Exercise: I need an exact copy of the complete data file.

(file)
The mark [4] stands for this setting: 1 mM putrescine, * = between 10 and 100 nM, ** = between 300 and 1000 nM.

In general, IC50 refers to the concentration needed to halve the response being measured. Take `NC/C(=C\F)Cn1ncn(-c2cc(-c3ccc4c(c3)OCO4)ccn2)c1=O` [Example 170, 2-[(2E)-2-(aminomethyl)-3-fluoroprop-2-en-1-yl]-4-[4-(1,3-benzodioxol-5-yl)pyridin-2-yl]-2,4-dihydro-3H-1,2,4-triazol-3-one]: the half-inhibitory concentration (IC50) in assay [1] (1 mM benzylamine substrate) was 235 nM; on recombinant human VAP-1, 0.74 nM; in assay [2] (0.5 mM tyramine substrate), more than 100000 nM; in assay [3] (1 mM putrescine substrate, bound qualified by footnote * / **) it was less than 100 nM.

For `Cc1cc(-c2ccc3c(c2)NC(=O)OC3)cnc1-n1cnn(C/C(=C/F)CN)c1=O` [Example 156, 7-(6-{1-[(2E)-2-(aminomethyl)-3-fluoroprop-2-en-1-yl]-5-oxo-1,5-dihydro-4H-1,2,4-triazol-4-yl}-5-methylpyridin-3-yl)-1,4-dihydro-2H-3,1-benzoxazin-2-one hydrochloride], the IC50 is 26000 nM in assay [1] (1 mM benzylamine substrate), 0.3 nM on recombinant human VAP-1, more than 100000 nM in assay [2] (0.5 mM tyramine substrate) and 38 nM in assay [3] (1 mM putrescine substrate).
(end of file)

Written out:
The mark [4] stands for this setting: 1 mM putrescine, * = between 10 and 100 nM, ** = between 300 and 1000 nM.

In general, IC50 refers to the concentration needed to halve the response being measured. Take `NC/C(=C\F)Cn1ncn(-c2cc(-c3ccc4c(c3)OCO4)ccn2)c1=O` [Example 170, 2-[(2E)-2-(aminomethyl)-3-fluoroprop-2-en-1-yl]-4-[4-(1,3-benzodioxol-5-yl)pyridin-2-yl]-2,4-dihydro-3H-1,2,4-triazol-3-one]: the half-inhibitory concentration (IC50) in assay [1] (1 mM benzylamine substrate) was 235 nM; on recombinant human VAP-1, 0.74 nM; in assay [2] (0.5 mM tyramine substrate), more than 100000 nM; in assay [3] (1 mM putrescine substrate, bound qualified by footnote * / **) it was less than 100 nM.

For `Cc1cc(-c2ccc3c(c2)NC(=O)OC3)cnc1-n1cnn(C/C(=C/F)CN)c1=O` [Example 156, 7-(6-{1-[(2E)-2-(aminomethyl)-3-fluoroprop-2-en-1-yl]-5-oxo-1,5-dihydro-4H-1,2,4-triazol-4-yl}-5-methylpyridin-3-yl)-1,4-dihydro-2H-3,1-benzoxazin-2-one hydrochloride], the IC50 is 26000 nM in assay [1] (1 mM benzylamine substrate), 0.3 nM on recombinant human VAP-1, more than 100000 nM in assay [2] (0.5 mM tyramine substrate) and 38 nM in assay [3] (1 mM putrescine substrate).